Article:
Great picture of handsome happy Rott’n. tail up and wagging while lodging at the Critter Camp 5/2014. Please note left side of face is clean and healthy.
The following is once again recirculating on the internet from 4 years ago (5/20/14). Our response remains the same:
Rott’n, a 1 ½ year old, 117-pound Malamute was left in our care May 7, 2014. I was in the office with an employee when the Browns came to pick him up on May 13, 2014. There was no mention of him smelling at that time nor did he smell. Very few boarders smell on pick up, except for a few ‘campers’ that are just plain messy. The Critter Camp provides grooming services six days a week however the Browns declined grooming on pick up. Rott’n was ‘happy, waggy’ on pick up and received excellent care during the seven days he was at the Critter Camp. The Browns were pleased and paid $174 cash for the care of Rott’n.
Approximately two and a half hours later I received a call from Ms. Brown, regarding a sore on his face. I advised her that I was not a veterinarian; however it may be a ‘hot spot”, also known as Acute Moist Dermatitis. I advised Ms. Brown that she should call her vet and let me know what they say. Hot spots can appear in mere hours. They look horrible, can become infected and can be painful for the pet. My own lab had one recently at the exact same spot, and I have seen and treated several over the years of being in the pet profession. Please see definition and images of ‘hot spots on dogs’ on the internet.
Dog Owner’s Guide
“Superficial pyoderma, a skin infection known to veterinarians as acute moist dermatitis and to dog owners as hot spots. Hot spots are surface skin infections caused when populations of normal skin bacteria grow and overwhelm normal resistance. They are generally circular patches that lose hair, can be swollen, may exude a smelly pus, and can be painfully itchy, causing the dog to scratch, lick, or bite to the point of self-mutilation. Untreated hot spots can provoke a normally even-tempered dog to growl or nip when touched. These troublesome sores can arise in a matter of hours with no warning.
Dogs most susceptible to hot spots are those with heavy coats and histories of allergies, ear infections, and grooming problems such as hair tangles and mats, but any dog can develop this infection. Dogs may develop hot spots when they shed their undercoats if the dead hair is trapped next to the skin, and dogs with behavior problems may mutilate themselves and thus encourage an infection to become established.”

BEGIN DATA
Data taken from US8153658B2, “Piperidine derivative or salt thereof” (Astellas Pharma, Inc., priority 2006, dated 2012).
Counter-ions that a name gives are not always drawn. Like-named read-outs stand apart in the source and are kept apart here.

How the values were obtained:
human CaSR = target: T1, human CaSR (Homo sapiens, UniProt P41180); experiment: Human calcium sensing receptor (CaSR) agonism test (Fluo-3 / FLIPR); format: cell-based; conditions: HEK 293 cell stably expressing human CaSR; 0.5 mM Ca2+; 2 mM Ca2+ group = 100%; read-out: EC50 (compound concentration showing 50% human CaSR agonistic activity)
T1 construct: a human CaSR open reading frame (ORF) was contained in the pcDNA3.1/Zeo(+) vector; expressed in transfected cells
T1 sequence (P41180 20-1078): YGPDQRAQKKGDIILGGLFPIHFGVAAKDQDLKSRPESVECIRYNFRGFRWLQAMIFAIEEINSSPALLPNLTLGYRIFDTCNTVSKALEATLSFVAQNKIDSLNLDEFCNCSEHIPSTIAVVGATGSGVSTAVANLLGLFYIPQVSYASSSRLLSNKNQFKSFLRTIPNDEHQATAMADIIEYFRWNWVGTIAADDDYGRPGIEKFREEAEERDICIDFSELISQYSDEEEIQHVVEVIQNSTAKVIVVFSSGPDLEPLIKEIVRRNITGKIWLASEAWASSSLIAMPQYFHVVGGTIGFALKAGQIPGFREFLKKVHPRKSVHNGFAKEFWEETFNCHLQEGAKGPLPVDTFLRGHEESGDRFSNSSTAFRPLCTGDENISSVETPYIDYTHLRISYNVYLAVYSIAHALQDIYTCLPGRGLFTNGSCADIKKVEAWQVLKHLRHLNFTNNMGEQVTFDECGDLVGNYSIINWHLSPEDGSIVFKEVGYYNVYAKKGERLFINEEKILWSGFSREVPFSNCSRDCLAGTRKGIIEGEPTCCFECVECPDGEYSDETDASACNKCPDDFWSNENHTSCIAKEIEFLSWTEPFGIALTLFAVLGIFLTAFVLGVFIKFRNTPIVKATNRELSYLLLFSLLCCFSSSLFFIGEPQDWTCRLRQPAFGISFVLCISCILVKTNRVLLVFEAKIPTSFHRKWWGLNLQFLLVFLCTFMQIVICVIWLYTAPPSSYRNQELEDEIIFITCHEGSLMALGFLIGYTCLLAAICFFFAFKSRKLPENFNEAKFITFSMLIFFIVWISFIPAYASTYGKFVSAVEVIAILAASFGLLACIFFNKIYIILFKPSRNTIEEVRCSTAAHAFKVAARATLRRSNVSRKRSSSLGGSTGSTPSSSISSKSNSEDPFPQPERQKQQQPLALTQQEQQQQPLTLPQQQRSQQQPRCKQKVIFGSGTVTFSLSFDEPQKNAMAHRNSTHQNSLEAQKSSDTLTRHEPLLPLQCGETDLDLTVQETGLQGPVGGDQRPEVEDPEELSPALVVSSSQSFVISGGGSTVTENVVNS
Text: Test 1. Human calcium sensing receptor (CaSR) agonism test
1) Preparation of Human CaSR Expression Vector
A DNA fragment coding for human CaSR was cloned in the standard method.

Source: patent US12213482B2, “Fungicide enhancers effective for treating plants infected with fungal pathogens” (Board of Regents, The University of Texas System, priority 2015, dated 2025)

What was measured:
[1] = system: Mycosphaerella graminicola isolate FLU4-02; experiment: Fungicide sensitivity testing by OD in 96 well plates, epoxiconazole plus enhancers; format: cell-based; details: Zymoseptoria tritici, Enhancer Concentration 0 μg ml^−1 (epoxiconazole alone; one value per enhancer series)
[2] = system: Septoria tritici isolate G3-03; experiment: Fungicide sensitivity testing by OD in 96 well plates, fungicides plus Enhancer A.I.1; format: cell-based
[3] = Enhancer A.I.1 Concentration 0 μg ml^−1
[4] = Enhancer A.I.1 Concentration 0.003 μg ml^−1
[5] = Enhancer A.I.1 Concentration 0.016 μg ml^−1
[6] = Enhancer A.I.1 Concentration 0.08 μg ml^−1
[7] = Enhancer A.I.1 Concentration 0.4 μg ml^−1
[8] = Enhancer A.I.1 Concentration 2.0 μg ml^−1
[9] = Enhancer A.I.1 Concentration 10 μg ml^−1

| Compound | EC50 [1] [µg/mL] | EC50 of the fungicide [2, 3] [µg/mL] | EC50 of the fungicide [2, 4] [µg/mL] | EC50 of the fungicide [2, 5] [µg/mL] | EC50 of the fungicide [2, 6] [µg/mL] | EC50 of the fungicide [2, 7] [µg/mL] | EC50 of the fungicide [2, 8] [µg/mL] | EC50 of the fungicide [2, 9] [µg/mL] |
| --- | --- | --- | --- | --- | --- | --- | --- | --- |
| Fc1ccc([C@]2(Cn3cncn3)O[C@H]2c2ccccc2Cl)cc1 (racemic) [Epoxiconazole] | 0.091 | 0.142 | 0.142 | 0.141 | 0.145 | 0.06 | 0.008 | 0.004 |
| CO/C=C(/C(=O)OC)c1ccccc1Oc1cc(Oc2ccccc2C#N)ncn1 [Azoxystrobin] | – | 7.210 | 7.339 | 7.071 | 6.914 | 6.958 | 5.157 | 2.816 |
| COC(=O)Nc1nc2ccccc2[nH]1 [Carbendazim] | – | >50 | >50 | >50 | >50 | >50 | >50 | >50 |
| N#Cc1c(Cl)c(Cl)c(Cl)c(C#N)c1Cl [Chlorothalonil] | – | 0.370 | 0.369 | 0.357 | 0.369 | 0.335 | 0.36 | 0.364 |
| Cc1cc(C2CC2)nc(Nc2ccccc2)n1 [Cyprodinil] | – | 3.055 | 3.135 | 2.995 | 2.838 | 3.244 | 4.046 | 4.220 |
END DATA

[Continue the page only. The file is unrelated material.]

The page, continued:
Rott’n – Continued
On May 14th, the Browns returned to the Critter Camp. I listened to their concerns however when Ms Brown began to become verbally abusive, unreasonable, hostile and I felt threatened, I returned her $174 cash and instructed her to leave the property or else the police would be called.
The Critter Camp provides individual, private kennels for all boarders and rescues. They are free to go in and out at will. I love the ‘fresh air’ and ‘potty when I want’ concept for the dogs. Boarders and rescues are also given daily supervised yard time. Double wide spaces are available for the larger dogs. Rott’n had a double wide. Our kennels are thoroughly cleaned inside and outside daily and all dirty bedding is changed and laundered daily as well. Our staff are pet owners themselves and they are dedicated to the proper and loving care to all our animals, as if they are their own.
There is no time or reason ever that a dog is locked out. The entire premise is climate controlled for the comfort of the animals and our staff. There are 5 central air/furnace units – 2 in the dog kennel area, 9 fans and 3 dehumidifiers. In the event of extreme weather of any kind, procedures are implemented for the safety and comfort of the pets.